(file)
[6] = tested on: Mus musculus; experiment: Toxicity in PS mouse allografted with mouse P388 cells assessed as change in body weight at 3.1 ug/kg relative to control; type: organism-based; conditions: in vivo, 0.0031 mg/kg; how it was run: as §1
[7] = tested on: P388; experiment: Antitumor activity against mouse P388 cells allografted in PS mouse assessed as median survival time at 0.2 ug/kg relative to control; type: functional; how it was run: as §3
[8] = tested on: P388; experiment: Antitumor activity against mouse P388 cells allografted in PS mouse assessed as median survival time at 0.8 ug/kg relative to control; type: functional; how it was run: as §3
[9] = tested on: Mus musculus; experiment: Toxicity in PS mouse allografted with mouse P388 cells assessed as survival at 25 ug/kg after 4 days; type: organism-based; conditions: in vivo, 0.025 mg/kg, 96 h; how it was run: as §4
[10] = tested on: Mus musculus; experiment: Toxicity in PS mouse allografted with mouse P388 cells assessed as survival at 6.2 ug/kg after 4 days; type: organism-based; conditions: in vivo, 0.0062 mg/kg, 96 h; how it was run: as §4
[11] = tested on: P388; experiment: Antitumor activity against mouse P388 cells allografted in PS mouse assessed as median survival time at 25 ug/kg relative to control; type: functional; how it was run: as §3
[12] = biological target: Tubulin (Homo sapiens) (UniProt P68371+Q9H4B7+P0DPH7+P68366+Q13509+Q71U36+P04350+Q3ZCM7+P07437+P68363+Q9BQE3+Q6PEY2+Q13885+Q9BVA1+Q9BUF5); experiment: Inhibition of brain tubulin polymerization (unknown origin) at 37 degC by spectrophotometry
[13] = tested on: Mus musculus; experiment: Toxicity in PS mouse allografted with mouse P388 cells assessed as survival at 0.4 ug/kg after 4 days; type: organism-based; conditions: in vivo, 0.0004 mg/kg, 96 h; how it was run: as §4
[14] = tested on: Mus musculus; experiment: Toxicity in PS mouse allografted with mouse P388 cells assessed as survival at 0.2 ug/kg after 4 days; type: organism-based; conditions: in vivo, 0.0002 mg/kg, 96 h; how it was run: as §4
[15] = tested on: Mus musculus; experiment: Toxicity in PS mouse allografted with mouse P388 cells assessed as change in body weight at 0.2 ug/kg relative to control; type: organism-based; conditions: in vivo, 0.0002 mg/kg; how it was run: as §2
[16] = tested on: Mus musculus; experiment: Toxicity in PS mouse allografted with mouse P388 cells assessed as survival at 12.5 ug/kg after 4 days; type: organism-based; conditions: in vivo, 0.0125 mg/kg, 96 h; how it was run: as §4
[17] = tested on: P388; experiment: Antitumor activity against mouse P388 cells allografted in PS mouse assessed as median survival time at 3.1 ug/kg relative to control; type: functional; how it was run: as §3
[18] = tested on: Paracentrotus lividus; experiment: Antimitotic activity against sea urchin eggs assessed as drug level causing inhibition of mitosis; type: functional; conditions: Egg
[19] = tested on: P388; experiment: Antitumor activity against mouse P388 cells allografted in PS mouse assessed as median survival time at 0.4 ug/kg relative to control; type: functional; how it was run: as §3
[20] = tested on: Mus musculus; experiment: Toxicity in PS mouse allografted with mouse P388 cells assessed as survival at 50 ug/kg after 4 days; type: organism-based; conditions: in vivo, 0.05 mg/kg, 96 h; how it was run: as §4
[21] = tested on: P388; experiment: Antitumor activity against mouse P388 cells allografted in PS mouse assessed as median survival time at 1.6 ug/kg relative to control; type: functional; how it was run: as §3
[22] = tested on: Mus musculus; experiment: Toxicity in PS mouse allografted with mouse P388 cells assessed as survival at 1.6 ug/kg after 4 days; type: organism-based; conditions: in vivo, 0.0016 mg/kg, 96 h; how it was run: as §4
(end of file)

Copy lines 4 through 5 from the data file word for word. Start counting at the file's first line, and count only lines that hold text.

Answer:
[9] = tested on: Mus musculus; experiment: Toxicity in PS mouse allografted with mouse P388 cells assessed as survival at 25 ug/kg after 4 days; type: organism-based; conditions: in vivo, 0.025 mg/kg, 96 h; how it was run: as §4
[10] = tested on: Mus musculus; experiment: Toxicity in PS mouse allografted with mouse P388 cells assessed as survival at 6.2 ug/kg after 4 days; type: organism-based; conditions: in vivo, 0.0062 mg/kg, 96 h; how it was run: as §4